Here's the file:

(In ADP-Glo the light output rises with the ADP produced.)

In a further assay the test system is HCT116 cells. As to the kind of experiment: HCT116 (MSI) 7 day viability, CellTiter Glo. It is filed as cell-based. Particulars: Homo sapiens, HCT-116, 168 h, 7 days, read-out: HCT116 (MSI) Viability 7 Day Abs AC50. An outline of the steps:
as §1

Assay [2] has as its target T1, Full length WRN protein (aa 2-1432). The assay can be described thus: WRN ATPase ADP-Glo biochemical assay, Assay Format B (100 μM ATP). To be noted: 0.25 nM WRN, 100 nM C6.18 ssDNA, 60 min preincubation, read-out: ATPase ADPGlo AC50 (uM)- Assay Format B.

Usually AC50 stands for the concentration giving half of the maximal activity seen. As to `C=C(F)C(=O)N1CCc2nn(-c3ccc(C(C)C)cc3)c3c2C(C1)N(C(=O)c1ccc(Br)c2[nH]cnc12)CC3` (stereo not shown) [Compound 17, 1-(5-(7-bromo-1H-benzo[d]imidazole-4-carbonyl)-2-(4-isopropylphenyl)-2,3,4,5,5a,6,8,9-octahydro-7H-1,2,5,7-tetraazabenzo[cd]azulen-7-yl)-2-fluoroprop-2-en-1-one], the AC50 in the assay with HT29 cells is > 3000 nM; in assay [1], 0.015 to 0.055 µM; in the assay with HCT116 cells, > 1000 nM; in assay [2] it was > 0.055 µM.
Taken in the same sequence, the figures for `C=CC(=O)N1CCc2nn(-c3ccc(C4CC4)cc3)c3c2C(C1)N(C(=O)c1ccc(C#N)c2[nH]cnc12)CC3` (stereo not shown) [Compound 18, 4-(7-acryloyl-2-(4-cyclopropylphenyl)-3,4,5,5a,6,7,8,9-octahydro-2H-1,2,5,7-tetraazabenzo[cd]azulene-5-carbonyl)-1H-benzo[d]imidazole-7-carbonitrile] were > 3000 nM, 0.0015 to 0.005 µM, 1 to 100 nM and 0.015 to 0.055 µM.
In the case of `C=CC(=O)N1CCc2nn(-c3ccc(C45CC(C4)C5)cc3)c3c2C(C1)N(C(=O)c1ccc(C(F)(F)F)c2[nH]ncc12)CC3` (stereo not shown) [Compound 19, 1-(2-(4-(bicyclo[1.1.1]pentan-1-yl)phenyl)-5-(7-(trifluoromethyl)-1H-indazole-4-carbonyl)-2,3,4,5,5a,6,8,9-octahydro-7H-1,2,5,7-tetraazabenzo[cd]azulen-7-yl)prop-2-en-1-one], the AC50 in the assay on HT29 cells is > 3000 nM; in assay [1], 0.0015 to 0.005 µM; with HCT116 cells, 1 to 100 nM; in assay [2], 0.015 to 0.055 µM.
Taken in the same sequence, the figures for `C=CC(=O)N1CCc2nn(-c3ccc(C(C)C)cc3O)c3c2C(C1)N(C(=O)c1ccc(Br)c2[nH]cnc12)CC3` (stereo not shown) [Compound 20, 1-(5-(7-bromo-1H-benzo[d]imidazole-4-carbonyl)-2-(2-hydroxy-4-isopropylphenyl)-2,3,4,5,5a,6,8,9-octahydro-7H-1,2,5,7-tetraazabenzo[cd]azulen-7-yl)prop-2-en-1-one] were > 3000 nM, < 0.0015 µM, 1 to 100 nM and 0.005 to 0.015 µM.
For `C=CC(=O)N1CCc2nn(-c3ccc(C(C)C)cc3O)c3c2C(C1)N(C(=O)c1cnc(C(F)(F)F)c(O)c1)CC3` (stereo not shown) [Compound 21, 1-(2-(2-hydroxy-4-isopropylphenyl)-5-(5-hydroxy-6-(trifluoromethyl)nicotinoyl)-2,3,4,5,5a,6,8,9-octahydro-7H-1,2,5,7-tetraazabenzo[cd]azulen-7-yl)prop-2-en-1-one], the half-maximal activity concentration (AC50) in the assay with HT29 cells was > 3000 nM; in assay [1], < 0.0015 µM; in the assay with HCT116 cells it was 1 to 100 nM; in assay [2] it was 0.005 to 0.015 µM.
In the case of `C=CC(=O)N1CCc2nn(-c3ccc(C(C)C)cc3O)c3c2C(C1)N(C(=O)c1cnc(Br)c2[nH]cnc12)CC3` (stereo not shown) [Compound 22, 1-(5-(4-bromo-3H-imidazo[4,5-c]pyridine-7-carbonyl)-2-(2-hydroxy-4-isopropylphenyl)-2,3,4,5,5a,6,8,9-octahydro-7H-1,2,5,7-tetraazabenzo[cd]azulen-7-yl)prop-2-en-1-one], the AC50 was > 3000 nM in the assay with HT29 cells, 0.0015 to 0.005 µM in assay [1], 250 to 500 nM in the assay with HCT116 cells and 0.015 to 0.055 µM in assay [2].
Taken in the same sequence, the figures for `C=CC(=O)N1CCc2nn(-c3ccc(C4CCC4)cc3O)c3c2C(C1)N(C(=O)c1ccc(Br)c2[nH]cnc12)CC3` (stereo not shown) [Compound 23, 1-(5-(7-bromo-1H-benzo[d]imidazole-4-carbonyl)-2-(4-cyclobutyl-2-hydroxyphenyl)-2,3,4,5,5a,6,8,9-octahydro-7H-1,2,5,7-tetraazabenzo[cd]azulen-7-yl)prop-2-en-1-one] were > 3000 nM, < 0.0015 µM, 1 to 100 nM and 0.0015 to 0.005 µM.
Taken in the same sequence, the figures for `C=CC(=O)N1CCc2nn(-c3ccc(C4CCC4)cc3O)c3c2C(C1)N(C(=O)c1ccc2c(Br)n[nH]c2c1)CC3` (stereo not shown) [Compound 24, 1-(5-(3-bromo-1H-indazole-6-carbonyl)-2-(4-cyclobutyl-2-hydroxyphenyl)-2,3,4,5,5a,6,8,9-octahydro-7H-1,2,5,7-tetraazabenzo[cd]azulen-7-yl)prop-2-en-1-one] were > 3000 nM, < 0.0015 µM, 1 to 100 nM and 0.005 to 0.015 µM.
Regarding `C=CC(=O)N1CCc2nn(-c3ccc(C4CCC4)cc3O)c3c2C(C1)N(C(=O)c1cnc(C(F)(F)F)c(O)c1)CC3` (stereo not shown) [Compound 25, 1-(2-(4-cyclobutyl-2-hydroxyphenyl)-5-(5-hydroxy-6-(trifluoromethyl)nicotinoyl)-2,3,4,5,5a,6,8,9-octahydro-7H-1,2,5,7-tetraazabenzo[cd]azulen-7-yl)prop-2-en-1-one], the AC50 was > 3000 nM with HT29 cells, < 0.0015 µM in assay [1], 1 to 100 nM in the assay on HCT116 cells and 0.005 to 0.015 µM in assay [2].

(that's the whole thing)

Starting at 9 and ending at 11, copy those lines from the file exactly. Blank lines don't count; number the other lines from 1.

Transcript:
For `C=CC(=O)N1CCc2nn(-c3ccc(C(C)C)cc3O)c3c2C(C1)N(C(=O)c1cnc(C(F)(F)F)c(O)c1)CC3` (stereo not shown) [Compound 21, 1-(2-(2-hydroxy-4-isopropylphenyl)-5-(5-hydroxy-6-(trifluoromethyl)nicotinoyl)-2,3,4,5,5a,6,8,9-octahydro-7H-1,2,5,7-tetraazabenzo[cd]azulen-7-yl)prop-2-en-1-one], the half-maximal activity concentration (AC50) in the assay with HT29 cells was > 3000 nM; in assay [1], < 0.0015 µM; in the assay with HCT116 cells it was 1 to 100 nM; in assay [2] it was 0.005 to 0.015 µM.
In the case of `C=CC(=O)N1CCc2nn(-c3ccc(C(C)C)cc3O)c3c2C(C1)N(C(=O)c1cnc(Br)c2[nH]cnc12)CC3` (stereo not shown) [Compound 22, 1-(5-(4-bromo-3H-imidazo[4,5-c]pyridine-7-carbonyl)-2-(2-hydroxy-4-isopropylphenyl)-2,3,4,5,5a,6,8,9-octahydro-7H-1,2,5,7-tetraazabenzo[cd]azulen-7-yl)prop-2-en-1-one], the AC50 was > 3000 nM in the assay with HT29 cells, 0.0015 to 0.005 µM in assay [1], 250 to 500 nM in the assay with HCT116 cells and 0.015 to 0.055 µM in assay [2].
Taken in the same sequence, the figures for `C=CC(=O)N1CCc2nn(-c3ccc(C4CCC4)cc3O)c3c2C(C1)N(C(=O)c1ccc(Br)c2[nH]cnc12)CC3` (stereo not shown) [Compound 23, 1-(5-(7-bromo-1H-benzo[d]imidazole-4-carbonyl)-2-(4-cyclobutyl-2-hydroxyphenyl)-2,3,4,5,5a,6,8,9-octahydro-7H-1,2,5,7-tetraazabenzo[cd]azulen-7-yl)prop-2-en-1-one] were > 3000 nM, < 0.0015 µM, 1 to 100 nM and 0.0015 to 0.005 µM.